WASHINGTON (Reuters) - The International Monetary Fund on Wednesday pressed U.S. lawmakers to quickly lift the government's borrowing limit to avoid a "severe shock" to global markets and a still-fragile economic recovery.
In an annual review of the U.S. economy, the IMF said the key challenge for the country is finding a way to stabilize its debts by mid-decade without derailing growth, which is likely to remain modest for some time.
"And of course, the federal debt ceiling should be raised expeditiously to avoid a severe shock to the economy and world financial markets," the IMF said in a statement.
The U.S. Treasury already has hit the existing $14.3 trillion legal limit on the nation's debt and has warned the debt ceiling needs to be raised by August 2 to avoid a default on the nation's obligations.
The IMF said a failure to raise the ceiling in time could lead to a downgrade in the United States' coveted AAA debt rating and send interest rates soaring. "These risks would also have significant global repercussions, given the central role of U.S. Treasury bonds in world financial markets," it said.
The administration, and Democratic and Republican lawmakers are locked in tense negotiations to try to reach a deal on budget cuts, which would give lawmakers political cover to raise the debt ceiling.
Republicans pressing for deep spending cuts want to take tax increases off the table, but the Obama administration and Democrats say some revenue increases must be in the deal.
The IMF said negotiators should aim for a broad pact to stabilize the nation's debt ratio -- which it said now was unsustainable -- by mid-decade and gradually ratchet it down after that.
"We see early political agreement on a comprehensive medium-term consolidation plan based on realistic macroeconomic assumptions," it said.
President Barack Obama said he believed a deal to raise the debt ceiling would be reached in time.
"Nobody wants to see the United States default. So, we've got to seize this moment, and we have to seize it soon," he told reporters at the White House.
At a news conference, IMF First Deputy Managing Director John Lipsky said he was certain the administration and Congress were fully aware of the risks and would not let the talks drag on unnecessarily.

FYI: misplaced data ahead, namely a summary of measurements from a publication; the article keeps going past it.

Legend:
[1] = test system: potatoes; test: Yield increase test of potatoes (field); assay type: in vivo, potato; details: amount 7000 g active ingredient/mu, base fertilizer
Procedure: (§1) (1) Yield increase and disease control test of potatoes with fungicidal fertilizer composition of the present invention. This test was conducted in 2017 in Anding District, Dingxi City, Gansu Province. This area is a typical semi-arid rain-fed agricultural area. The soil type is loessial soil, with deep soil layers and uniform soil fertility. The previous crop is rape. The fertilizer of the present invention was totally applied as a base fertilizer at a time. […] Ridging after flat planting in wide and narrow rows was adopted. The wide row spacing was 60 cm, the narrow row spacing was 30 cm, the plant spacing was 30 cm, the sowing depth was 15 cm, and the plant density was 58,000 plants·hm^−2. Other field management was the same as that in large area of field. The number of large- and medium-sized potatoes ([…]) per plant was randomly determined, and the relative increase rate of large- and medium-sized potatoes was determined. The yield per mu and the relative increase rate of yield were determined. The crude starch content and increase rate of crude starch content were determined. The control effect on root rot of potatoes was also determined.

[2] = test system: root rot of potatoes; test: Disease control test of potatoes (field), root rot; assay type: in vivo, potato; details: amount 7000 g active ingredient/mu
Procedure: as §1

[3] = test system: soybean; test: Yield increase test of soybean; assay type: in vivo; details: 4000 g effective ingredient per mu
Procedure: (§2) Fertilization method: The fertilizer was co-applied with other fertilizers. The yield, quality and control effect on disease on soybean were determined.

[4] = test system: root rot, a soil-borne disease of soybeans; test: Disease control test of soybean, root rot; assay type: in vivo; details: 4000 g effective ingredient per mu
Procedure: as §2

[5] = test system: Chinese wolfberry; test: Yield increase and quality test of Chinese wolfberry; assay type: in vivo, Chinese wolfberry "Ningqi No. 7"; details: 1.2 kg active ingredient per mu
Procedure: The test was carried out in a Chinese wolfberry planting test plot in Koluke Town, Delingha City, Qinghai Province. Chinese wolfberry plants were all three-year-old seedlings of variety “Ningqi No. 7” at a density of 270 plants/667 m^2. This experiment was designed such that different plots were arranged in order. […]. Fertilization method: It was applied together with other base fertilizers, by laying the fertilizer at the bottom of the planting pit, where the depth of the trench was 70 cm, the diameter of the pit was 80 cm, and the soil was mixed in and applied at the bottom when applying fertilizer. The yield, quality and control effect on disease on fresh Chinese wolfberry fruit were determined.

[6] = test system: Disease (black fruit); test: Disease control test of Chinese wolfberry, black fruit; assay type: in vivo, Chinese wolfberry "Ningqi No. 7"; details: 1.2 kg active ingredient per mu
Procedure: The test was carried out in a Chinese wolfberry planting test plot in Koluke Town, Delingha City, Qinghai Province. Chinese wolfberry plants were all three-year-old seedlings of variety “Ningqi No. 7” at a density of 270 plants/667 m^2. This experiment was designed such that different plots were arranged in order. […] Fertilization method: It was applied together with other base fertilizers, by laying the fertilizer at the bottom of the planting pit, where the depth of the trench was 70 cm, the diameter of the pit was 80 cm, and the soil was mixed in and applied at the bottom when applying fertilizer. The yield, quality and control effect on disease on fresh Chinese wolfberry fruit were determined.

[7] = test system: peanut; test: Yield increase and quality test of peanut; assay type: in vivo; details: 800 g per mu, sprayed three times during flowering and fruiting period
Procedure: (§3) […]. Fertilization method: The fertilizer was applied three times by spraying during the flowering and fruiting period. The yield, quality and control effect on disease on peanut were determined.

Some Republicans have argued the administration could stave off a debt default by deciding not to meet other obligations, such as Social Security payments.
Treasury Secretary Timothy Geithner on Wednesday dismissed that notion, saying investors would shun U.S. debt if any financial obligations were not met and not meeting some payments would only buy a short period of time.
"Ultimately, the notion of 'prioritizing' payments is futile because the debt limit must be increased regardless of which spending path is adopted," Geithner wrote in a letter to congressional Republicans.
"There is no credible budget plan under which a debt limit increase can be avoided.
The IMF said it expected U.S. growth to be subdued for some time, projecting the economy would expand 2.5 percent this year and only 2.75 percent in 2012, partly because consumers are trying to pay down debts and have limited job opportunities.
The U.S. Treasury, through a spokesperson, said it considered the IMF's judgment "overly pessimistic."
The fund said the Federal Reserve's policy of keeping interest rates near zero likely will be appropriate for some time in view of modest U.S. growth prospects.
But the U.S. central bank must also be ready to "respond decisively" if inflation expectations appear likely to become unhinged.
The IMF said eventually the Fed will want to "normalize" monetary policy by ending its policy of reinvesting proceeds from maturing securities it holds, allowing greater sway for short-term interest rates as its key policy tool.
The Fed is bringing to a close, on Thursday, a second round of so-called "quantitative easing" during which it bought some $600-billion of Treasury securities to pump liquidity into the economy in a bid to pump up activity.
"A clearly communicated and gradual path of asset sales would be an additional step in the exit process," the IMF said.
Additional reporting by Lesley Wroughton, Doug Palmer, Lucia Mutikani, Lisa Lambert and David Lawder; editing by Neil Stempleman